Roosevelt, Obama and Minnesota Farmers
Though he had an R next to his name, in most causes, President Theodore Roosevelt was a progressive, recognizing that large corporations and special interests had too much power, and that many of our nation’s problems resulted from the business class’s recklessness.
Comparisons with then and now are valid. We see it in Occupy's frustrations. Conservative policy seeks to support the corporate class; progressives seem too splintered to be effective; and third party movements rarely generate enough power to deliver change.
That didn’t stop President Barack Obama from delivering a populist, Roosevelt-style message last month in Osawatomie, Kansas, the same location where the Rough Rider highlighted workers and farmers’ struggles a century earlier.
While a New Yorker, TR had strong ties to the Midwest, agriculture and the outdoors in general. His time in the Dakotas and ranching background gave him a deep understanding of agrarian populism, and farmers supported and encouraged his efforts to regulate the trusts.
Roosevelt was one of the first national leaders to join Texas and Georgia agrarian leaders organizing the National Farmers Union (NFU) in 1902. A century after its founding, NFU local president Lee Swenson of South Dakota and Dave Frederickson, now Minnesota Agriculture Commissioner, asked me to finish writing and editing* a centennial history of the farm organization before its 2002 annual meeting.**
Here are nuggets of historical information gleaned from the archives kept at the University of Colorado:
After the Civil War, single parties came to dominate many states. To advance farm issues in Congress, there had to be a coalition that would work across the aisle. NFU was created as a nonpartisan organization with the expressed intent of working with anyone or any group that would support family farm enterprises, cooperative business development and the organization’s efforts to educate and share information with member farm families. Teddy Roosevelt was a prime example of NFU’s willingness to work with anyone on farm and rural interests.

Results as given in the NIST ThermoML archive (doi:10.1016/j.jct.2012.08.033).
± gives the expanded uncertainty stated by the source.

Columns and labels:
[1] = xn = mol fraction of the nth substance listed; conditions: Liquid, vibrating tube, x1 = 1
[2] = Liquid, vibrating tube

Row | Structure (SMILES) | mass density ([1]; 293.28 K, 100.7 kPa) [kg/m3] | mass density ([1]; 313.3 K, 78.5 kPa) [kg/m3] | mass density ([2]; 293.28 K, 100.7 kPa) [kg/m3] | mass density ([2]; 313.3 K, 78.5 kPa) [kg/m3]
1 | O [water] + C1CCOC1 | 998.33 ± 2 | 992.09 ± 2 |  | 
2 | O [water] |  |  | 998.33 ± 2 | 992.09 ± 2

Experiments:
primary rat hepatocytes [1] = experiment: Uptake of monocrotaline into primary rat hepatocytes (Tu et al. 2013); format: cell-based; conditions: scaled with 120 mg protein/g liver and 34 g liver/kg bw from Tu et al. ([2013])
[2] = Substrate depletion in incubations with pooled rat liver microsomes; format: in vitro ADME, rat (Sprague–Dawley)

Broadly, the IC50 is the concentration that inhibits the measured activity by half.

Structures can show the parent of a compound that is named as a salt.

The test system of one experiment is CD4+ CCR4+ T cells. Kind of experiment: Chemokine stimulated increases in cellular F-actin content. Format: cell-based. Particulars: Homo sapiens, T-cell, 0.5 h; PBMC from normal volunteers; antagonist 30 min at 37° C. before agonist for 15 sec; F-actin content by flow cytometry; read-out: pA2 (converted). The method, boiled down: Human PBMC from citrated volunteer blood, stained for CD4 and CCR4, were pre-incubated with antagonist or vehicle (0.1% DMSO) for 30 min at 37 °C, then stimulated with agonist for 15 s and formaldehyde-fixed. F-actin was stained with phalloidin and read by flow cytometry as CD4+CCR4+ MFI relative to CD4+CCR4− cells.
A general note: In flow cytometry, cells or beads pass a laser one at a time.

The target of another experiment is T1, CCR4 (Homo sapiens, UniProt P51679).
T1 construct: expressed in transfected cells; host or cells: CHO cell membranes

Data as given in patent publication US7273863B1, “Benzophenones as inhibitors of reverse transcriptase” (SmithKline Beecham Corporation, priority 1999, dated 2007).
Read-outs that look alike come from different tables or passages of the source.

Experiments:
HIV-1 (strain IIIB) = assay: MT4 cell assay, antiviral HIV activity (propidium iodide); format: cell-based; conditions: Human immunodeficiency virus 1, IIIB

When NFU expanded into northern states, most were one-party conservative strongholds that had more progressive-leaning rump groups like North Dakota’s NonPartisan League, Minnesota’s Farmer-Labor movement and Wisconsin’s Progressives. Iowa, South Dakota and Nebraska had radical splinter groups that would later become the Farm Holiday Movement during the Great Depression and inspire the American Agriculture Movement during the Farm Financial Crisis of the 1980s.
These factions would later become political parties in their own right in the Upper Midwest, and would later merge with previously small Democratic parties to form hybrids like Minnesota’s DFL and North Dakota’s D-NPL.
Historical quirks don’t stop there. William Howard Taft succeeded Roosevelt as president, solidifying big business and conservative leaders’ close ties. Roosevelt challenged Taft’s party re-nomination in 1912, as did Wisconsin’s Robert LaFollete, in the nation’s first presidential primaries. To some extent, the two progressives split their factions’ votes. Power retained by party bosses pushed aside Roosevelt and LaFollete delegates at the GOP national convention, much like the silencing of moderate Minnesota policymakers within conservative circles in choosing leaders these days.
Taft was re-nominated and finished third in the 1912 general election. Roosevelt ran as a third-party progressive, or Bull Moose candidate, and came in second. Woodrow Wilson won the general election.
Partly in retaliation to those Roosevelt ties and with some irony, President Wilson and his agriculture secretary, David Franklin Houston, went to great lengths to promote the new American Farm Bureau Federation as a counterweight to Farmers Union and its progressive friends North and South.
In writing NFU’s history, my coauthors and I made the point that NFU’s worst relations with the Agriculture Department came with Democrat Houston and Republican Ezra Taft Benson (1953-1960) serving as secretaries. What changed were the frustrations and political alignments of their times.
Farmers Union and the Farm Bureau have remained consistent over time with progressive and conservative leanings on public policies, but they compromise and work together when farm and rural issues are clearly defined.
Obama and America now face the same power trust threats to democracy and economic stability that confronted Teddy Roosevelt. Whatever success Obama might have will probably depend on how populist streaks within the Tea Party movement, Occupy Wall Street protestors, and the largely disenfranchised, Roosevelt-like progressive Republicans respond this election year.
*Milton Hakel, a former Minnesota journalist, died after being tasked with writing NFU history. Bob Denman, a native Texan who worked as a commodities writer in Washington for what is now Bloomberg News, took over but then changed jobs and was constantly on the road for the Wisconsin Farmers Union.
**“Connecting America’s Farmers with America’s Future: The National Farmers Union 1902-2002” was delivered to the NFU convention that winter in Fort Worth, Texas. It quickly sold out.